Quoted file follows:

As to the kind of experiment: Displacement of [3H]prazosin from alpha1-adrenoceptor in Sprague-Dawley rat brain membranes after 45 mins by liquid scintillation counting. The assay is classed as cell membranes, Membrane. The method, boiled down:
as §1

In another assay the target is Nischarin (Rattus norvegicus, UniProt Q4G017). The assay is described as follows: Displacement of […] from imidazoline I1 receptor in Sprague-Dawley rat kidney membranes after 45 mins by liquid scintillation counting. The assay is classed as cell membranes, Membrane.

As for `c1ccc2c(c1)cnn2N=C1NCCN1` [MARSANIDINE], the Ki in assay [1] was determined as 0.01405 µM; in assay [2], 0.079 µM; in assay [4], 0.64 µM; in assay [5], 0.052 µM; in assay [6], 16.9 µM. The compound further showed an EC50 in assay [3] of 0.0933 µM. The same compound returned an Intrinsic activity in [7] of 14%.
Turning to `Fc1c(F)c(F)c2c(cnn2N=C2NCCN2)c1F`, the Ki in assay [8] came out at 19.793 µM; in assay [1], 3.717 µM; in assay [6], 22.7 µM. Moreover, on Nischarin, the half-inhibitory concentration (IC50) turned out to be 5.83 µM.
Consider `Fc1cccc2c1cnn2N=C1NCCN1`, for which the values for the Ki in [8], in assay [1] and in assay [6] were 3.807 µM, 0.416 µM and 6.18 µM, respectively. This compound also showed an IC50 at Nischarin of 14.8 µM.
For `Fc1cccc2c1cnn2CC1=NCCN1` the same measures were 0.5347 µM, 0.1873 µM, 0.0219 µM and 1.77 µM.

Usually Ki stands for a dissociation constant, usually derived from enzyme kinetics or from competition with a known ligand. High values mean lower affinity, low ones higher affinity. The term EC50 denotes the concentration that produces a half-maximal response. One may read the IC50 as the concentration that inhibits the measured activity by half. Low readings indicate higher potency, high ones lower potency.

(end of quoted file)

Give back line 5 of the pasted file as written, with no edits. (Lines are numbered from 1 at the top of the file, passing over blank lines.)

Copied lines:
Turning to `Fc1c(F)c(F)c2c(cnn2N=C2NCCN2)c1F`, the Ki in assay [8] came out at 19.793 µM; in assay [1], 3.717 µM; in assay [6], 22.7 µM. Moreover, on Nischarin, the half-inhibitory concentration (IC50) turned out to be 5.83 µM.